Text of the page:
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1.  Tris(1,10-phenanthroline-κ2 N,N′)nickel(II) hexa­oxido-μ-peroxido-disulfate­(VI) N,N-dimethyl­formamide disolvate monohydrate 
The asymmetric unit of the title complex, [Ni(C12H8N2)3]S2O8·2C3H7NO·H2O, consists of a complex [Ni(phen)3]2+ cation and one isolated pds anion, with two DMF mol­ecules and one water mol­ecule as solvates (where phen is 1,10-phenanthroline, pds is the hexa­oxido-μ-peroxoido-di­sulf­ate dianion and DMF is dimethyl­formamide). The [Ni(phen)3]2+ cation is regular, with an almost ideal NiII bond-valence sum of 2.07 v.u. The group, as well as the water solvent mol­ecule, are well behaved in terms of crystallographic order, but the remaining three mol­ecules in the structure display different kinds of disorder, viz. the two DMF mol­ecules mimic a twofold splitting and the pds anion has both S atoms clamped at well-determined positions but with a not-too-well-defined central part. These peculiar behaviours are a consequence of the hydrogen-bonding inter­actions: the outermost SO3 parts of the pds anion are heavily connected to the complex cations via C—H⋯O hydrogen bonding, generating an [Ni(phen)3]pds network and providing for the stability of the terminal pds sites. Also, the water solvent mol­ecule is strongly bound to the structure (being a donor of two strong bonds and an acceptor of one) and is accordingly perfectly ordered. The peroxide O atoms in the pds middle region, instead, appear as much less restrained into their sites, which may explain their tendency to disorder. The cation–anion network leaves large embedded holes, amounting to about 28% of the total crystal volume, which are occupied by the DMF mol­ecules. The latter are weakly inter­acting with the rest of the structure, which renders them much more labile and, accordingly, prone to disorder.
doi:10.1107/S1600536812050775
PMCID: PMC3588241  PMID: 23476355
2.  Bis(acetato-κ2 O,O′)(4,4′-dimethyl-2,2′-bipyridine-κ2 N,N′)­zinc 
The mol­ecular structure of the title compound, [Zn(CH3COO)2(C12H12N2)], consists of isolated mol­ecules bis­ected by a twofold rotation axis which goes through the ZnII cation and halves the organic base through the central C—C bond. The ZnII ion is coordinated by two N atoms from one mol­ecule of the aromatic base and four O atoms from two bidentate, symmetry-related acetate anions, which coordinate asym­metrically [Zn—O distances of 2.058 (2) and 2.362 (3) Å], while the two Zn—N bond distances are equal as imposed by symmetry [2.079 (2) Å]. The crystal structure is supported by a number of weak C—H⋯O inter­actions and C—H⋯π contacts, with no π–π inter­actions present, mainly hindered by the substituent methyl groups and the relative mol­ecular orientation. The result is a three-dimensional structure in which each mol­ecule is linked to eight different neighbors.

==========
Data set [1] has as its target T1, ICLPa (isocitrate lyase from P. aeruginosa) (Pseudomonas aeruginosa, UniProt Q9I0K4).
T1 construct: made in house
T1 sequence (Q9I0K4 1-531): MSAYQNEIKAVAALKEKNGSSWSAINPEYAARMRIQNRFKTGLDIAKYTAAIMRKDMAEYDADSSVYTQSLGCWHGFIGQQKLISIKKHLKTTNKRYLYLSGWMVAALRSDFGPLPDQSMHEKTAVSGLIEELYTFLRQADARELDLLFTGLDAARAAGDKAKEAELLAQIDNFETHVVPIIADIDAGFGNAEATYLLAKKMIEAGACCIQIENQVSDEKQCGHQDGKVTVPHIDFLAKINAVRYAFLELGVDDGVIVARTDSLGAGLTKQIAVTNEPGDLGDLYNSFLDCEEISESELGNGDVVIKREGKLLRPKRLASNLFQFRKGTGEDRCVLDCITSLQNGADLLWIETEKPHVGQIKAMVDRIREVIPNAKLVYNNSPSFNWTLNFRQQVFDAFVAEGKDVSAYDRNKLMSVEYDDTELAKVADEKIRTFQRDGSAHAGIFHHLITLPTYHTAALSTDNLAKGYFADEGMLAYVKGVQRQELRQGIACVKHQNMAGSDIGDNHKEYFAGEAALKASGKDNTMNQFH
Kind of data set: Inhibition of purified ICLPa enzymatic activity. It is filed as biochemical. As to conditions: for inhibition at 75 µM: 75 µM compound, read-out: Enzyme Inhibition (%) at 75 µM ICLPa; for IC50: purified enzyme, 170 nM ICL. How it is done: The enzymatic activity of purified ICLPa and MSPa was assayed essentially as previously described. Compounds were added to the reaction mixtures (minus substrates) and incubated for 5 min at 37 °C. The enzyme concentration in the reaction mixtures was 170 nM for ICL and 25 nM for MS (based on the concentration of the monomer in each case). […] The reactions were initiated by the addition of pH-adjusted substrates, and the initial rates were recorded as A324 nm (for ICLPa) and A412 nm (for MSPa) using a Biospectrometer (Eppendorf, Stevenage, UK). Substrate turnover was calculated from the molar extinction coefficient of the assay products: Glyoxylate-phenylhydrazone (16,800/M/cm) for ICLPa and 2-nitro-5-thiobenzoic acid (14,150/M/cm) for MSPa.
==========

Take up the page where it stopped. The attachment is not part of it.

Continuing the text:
doi:10.1107/S1600536812042699
PMCID: PMC3515128  PMID: 23284355
3.  3-Methyl-5-methyl­sulfanyl-1,3,4-thia­diazole-2(3H)-thione 
The title compound, C4H6N2S3, has two very similar mol­ecules per asymmetric unit. The nine non-H atoms in each mol­ecule are coplanar, both having comparable r.m.s. deviations of 0.002 Å. The main inter­est in the rather simple structure resides in a survey of very weak (in some cases, borderline) non-bonding inter­actions of various kinds, viz. S⋯S, C—H⋯π, π–π [centroid–centroid distance = 3.8958 (13) Å] and C—S⋯π [3.7271 (11) Å], which act as the major driving force for the arrangement of mol­ecules in the structure. The role of long, though highly directional, S⋯S contacts (d > 3.60 Å), and their relevance to the stability of the structure is discussed.
doi:10.1107/S1600536812040147
PMCID: PMC3470395  PMID: 23125808
4.  Benzyl 3-[(E)-(furan-2-yl)methyl­idene]-2-methyldithio­carbazate